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least possible place to them. An exaggerated apprehension of them imprints their images more strongly on the mind, and, in the case of temptations to impurity, the senses are consequently more excited. I n sufferings arising from scruples or other disquietudes, the remedy is, not to abide by your own judgment, but to take advice of some person of experience in these ways (for there are eminent directors who have no knowledge of them), one also who is learned and gifted with decision, and to refer the matter to his opinion, whether it be question of not reiterating general confessions, although you may yourself believe you have need of so doing, or of not continuing to accuse yourself of certain faults or doubts; for, after all, the order which God has established in His Church is that we ahould be directed, not immediately by Himself, but b y mems of those whom H e has called to the sacred functions of the priesthood. A person who, acting against his conscience, should commit a sin which he judged to be mortal, although in fact it was only a venial fault, would doubtless, supposing he acted with full deliberation, be guilty of a grievous sin; but if, notwithstanding his own opinion of the enormity of the fault, he should put it aside, out of submission to the judgment of his director, who is more enlightened and better skilled to discriminate between sin and sin, he would assuredly be right in so doing. But, you will say, he is going against his conscience. True, but then it ie a conscience in error, and he follows the rules of a conscience rightly informed, that of the director. Neither should we trouble ourselves because the idea occurs to us that we have not explained ourselves with sufficient clearness, or that the director does not fully o understand our state (temptations common t almost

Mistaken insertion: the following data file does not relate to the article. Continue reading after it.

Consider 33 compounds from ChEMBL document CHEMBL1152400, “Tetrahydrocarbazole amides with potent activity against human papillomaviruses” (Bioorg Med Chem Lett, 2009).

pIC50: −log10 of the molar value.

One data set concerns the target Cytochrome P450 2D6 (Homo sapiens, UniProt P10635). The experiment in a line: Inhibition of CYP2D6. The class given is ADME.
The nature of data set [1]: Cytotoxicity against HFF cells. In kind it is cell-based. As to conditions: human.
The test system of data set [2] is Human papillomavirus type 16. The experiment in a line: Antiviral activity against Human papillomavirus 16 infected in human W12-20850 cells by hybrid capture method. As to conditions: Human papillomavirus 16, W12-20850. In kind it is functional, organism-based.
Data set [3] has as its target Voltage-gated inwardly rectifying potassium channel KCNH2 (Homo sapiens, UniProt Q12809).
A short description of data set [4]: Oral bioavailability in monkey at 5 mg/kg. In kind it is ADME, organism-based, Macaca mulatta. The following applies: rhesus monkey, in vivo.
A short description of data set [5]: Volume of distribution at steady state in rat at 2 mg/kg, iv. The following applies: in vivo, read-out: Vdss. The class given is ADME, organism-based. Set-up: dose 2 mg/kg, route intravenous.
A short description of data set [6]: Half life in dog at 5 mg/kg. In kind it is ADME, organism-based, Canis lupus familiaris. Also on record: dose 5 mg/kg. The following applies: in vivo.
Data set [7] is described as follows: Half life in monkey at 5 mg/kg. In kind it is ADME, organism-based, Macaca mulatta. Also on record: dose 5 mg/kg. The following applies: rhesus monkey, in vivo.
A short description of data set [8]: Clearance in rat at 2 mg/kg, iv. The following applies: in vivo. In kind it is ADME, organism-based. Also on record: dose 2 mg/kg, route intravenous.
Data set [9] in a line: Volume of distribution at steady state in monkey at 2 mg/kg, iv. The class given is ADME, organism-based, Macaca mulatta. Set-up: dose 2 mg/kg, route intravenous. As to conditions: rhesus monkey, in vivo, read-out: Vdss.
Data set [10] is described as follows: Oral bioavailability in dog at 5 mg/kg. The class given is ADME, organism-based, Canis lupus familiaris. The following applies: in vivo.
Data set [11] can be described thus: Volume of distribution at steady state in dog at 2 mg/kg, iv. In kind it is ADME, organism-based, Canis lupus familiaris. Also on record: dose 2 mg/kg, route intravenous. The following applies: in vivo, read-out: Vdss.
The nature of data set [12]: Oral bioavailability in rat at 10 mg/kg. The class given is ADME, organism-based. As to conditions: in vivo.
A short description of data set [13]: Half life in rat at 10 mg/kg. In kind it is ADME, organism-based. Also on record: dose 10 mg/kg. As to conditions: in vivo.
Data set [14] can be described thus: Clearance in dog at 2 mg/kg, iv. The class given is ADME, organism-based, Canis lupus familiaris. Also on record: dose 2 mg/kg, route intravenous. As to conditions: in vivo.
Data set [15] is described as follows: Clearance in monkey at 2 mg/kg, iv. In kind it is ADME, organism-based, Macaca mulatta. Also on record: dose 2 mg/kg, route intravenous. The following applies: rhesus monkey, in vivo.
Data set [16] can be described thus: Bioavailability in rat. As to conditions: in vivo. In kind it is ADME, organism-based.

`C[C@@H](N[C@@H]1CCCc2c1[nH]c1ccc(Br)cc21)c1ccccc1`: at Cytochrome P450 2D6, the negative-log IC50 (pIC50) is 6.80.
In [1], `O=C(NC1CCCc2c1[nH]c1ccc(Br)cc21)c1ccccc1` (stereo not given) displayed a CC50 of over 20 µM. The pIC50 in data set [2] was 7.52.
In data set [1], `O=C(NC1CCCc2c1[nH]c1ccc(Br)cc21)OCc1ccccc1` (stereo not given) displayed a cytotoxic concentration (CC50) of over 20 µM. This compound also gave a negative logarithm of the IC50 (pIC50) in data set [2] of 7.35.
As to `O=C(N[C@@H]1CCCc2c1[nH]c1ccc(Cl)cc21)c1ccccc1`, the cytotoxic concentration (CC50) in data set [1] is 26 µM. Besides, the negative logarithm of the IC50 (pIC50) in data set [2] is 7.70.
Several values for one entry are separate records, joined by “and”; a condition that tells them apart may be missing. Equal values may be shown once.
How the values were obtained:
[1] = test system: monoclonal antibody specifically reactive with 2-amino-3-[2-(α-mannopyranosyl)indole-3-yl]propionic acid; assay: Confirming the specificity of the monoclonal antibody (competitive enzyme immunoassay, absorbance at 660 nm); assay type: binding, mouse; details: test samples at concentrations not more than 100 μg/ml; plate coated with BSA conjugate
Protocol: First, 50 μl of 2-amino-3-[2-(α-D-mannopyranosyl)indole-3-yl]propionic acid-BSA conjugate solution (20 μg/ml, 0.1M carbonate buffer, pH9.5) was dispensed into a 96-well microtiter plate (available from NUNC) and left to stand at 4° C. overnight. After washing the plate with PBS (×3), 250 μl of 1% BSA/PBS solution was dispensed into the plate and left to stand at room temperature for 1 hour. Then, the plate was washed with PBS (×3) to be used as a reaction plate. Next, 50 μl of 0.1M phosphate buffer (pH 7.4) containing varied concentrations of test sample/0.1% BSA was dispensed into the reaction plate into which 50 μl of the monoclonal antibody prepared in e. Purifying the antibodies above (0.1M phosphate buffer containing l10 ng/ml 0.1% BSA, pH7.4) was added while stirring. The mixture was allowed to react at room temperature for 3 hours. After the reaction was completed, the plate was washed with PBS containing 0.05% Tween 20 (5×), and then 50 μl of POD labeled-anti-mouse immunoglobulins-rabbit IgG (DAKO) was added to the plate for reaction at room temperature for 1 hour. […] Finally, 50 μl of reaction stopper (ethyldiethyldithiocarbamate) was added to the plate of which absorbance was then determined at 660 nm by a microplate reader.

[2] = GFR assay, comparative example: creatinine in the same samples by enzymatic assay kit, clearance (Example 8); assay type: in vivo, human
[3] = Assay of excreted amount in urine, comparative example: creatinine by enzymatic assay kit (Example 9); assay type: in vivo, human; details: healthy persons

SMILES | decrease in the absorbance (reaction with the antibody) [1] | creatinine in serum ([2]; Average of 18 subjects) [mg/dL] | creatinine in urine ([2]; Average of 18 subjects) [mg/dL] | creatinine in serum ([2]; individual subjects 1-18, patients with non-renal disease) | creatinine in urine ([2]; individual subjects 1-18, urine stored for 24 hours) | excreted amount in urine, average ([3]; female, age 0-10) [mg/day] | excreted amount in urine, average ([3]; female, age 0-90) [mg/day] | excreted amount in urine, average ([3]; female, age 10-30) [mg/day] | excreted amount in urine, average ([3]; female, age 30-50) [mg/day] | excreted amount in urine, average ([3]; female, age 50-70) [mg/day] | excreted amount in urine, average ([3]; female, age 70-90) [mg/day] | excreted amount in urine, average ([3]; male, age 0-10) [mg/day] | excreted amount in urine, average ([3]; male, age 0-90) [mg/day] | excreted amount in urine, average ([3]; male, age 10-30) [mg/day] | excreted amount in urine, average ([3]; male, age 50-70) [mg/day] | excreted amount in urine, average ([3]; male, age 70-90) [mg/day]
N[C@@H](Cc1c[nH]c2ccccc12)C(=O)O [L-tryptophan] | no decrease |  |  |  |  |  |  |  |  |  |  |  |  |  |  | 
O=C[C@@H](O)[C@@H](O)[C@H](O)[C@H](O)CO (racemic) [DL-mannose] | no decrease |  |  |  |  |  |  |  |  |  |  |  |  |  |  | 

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all who suffer in this way), nor perplex ourselves as to whether our sufferings are the consequence of our eina ; for, after having renounced our faults, it is expedient that we should bear the penalty of them in peace. The pains of Purgatory are certainly the penalties and chastisements of sin; but does this prevent the sods subjected to them from bearing them with tranquillity, and a perfect resignation to the decrees of God P I n sufferings from temptations to blasphemy o r the idea of reprobation, we ought quietly to avoid voluntary reflections thereon; and a t these times a general consideration of our Lord is more advisable in prayer than a special meditation upon the mysteries, because the temptation is maintained and increased by a distinct consideration of the truths of faith. Above all, we must be careful not to give way to discouragement, whatever faults we may commit. Were you to fall a hundred times in the course of a day you must rise again a hundred times. Would i t not be absurd in a man to remain lying in the middle of a street, in the mire and dirt, because he had happened to fall down several times 9 Let us indeed humble ourselves for our faults, and feel regret on account of them, but never let us be diecouraged by them. This is a universal maxim : weariness and impatience are the cause of much evil, at Let us learn to bear with ourselves in our defects, w i ing with patience for the Lord to help us. Too much eagerness to attain perfection is a hurtful temptation, for we often desire it from self-love. Our pride makes us wish to see ourselves speedily perfect, and leads us to be astonished when we fall, which is all that of ourselves we can do. " The just man," says the Apostle (Rom. i 17), " liveth by faith :" this is the great and sure rule of the spiritual life. Do not guide yourself